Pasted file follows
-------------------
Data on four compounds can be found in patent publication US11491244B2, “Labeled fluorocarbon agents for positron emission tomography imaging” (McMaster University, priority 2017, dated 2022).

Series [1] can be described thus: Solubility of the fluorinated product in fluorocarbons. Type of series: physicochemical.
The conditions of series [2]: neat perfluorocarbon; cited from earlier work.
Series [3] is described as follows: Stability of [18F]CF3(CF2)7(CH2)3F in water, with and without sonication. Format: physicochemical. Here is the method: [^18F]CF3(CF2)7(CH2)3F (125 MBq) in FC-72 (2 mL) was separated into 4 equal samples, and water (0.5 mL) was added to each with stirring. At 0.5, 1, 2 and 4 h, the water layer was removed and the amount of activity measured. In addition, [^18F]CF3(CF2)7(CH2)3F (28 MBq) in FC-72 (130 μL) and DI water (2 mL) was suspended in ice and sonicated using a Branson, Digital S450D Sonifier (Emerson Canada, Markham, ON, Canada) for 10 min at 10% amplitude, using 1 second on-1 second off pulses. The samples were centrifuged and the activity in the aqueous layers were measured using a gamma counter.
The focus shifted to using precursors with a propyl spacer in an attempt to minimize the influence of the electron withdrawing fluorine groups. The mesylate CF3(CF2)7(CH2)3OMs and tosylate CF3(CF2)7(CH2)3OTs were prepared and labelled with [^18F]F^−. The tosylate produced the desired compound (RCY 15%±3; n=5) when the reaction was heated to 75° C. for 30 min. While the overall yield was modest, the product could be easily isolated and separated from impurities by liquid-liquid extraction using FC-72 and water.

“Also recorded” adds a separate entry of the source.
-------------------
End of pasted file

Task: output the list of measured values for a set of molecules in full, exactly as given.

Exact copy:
Data on four compounds can be found in patent publication US11491244B2, “Labeled fluorocarbon agents for positron emission tomography imaging” (McMaster University, priority 2017, dated 2022).

Series [1] can be described thus: Solubility of the fluorinated product in fluorocarbons. Type of series: physicochemical.
The conditions of series [2]: neat perfluorocarbon; cited from earlier work.
Series [3] is described as follows: Stability of [18F]CF3(CF2)7(CH2)3F in water, with and without sonication. Format: physicochemical. Here is the method: [^18F]CF3(CF2)7(CH2)3F (125 MBq) in FC-72 (2 mL) was separated into 4 equal samples, and water (0.5 mL) was added to each with stirring. At 0.5, 1, 2 and 4 h, the water layer was removed and the amount of activity measured. In addition, [^18F]CF3(CF2)7(CH2)3F (28 MBq) in FC-72 (130 μL) and DI water (2 mL) was suspended in ice and sonicated using a Branson, Digital S450D Sonifier (Emerson Canada, Markham, ON, Canada) for 10 min at 10% amplitude, using 1 second on-1 second off pulses. The samples were centrifuged and the activity in the aqueous layers were measured using a gamma counter.
The focus shifted to using precursors with a propyl spacer in an attempt to minimize the influence of the electron withdrawing fluorine groups. The mesylate CF3(CF2)7(CH2)3OMs and tosylate CF3(CF2)7(CH2)3OTs were prepared and labelled with [^18F]F^−. The tosylate produced the desired compound (RCY 15%±3; n=5) when the reaction was heated to 75° C. for 30 min. While the overall yield was modest, the product could be easily isolated and separated from impurities by liquid-liquid extraction using FC-72 and water.

“Also recorded” adds a separate entry of the source.